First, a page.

Deacon Justin McDonnell was awarded the degree of Master of Theological Studies in a ceremony held at St Paul’s Anglican Cathedral on the 18th of March. Deacon Justin completed his studies at Catholic Theological College, which is one of the teaching colleges of the Melbourne College of Divinity, now renamed as the University of Divinity. His studies in theology at CTC were carried out over three and a half years.
The Master of Theological Studies is designed to provide an expansive horizon of theological enquiry to those who already hold a primary degree in theology. Deacon Justin completed his Bachelor of Theology at the United Faculty of Theology, Melbourne College of Divinity, in 2005, so the MTS was ideally suited to his needs. In general terms the value of this degree, as taught at CTC, resides in its flexible structure, assisting students to demonstrate and develop theological sensitivity for the depth and integrity of the Catholic tradition on the one hand, whilst on the other, always seeking new pathways and a contemporary setting for presenting the tradition in convincing and persuasive ways that are open and responsive to the unique challenges and characteristics of today’s world. Students are tasked with the responsibility of drawing on their prior learning in various theological subjects. The guiding principle of the MTS is therefore inherently cumulative, as students are required to demonstrate their mastery of these disciplines by producing a written synthesis of theological insight. This includes developing a thematic structure through which the student can show the ways in which the various facets of theology relate to one another.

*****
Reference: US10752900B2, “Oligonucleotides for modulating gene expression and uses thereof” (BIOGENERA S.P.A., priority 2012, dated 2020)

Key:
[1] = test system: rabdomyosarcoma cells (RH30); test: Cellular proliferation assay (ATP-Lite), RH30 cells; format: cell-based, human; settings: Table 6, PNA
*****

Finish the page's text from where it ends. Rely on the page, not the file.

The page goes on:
Deacon Justin was able to contribute to this overall task in very specific ways, which inherently belong to being an Eastern Christian in a western cultural setting. In all of the subjects undertaken Deacon Justin was committed to giving a consistent voice to the Eastern Christian tradition in general, and in particular to the Ukrainian Greek Catholic Church’s theological and spiritual patrimony. In many ways the UGCC provided the very best basis for this, as it is in an essential relationship with both eastern and western cultural and religious spheres, synthesizing and resolving within itself many of the tensions and misunderstandings that have arisen between the western and eastern halves of the Church’s tradition. The UGCC is a unique and essential dialogue partner in the world of contemporary ecumenical contacts, and is at the very heart of the historic “east meets west” tangent of modern theology. The events of Maidan, and its coincidence with the programme of Church renewal, “The Vibrant Parish”, became fundamental points of reference in the later part of Deacon Justin’s studies.
Not to be overlooked is the great value and esteem that Deacon Justin wishes to convey to Vladiko Petro Stasiuk and to the clergy and people of the UGCC here in Australia. The gift and trust of the diaconate has given a real and living context in which he has been able to put into practice all that he has learned, and discovering the presence of God in the midst of His people. For all of the prayerful support of the clergy and people of our Church, warm thanks and gratitude are given.
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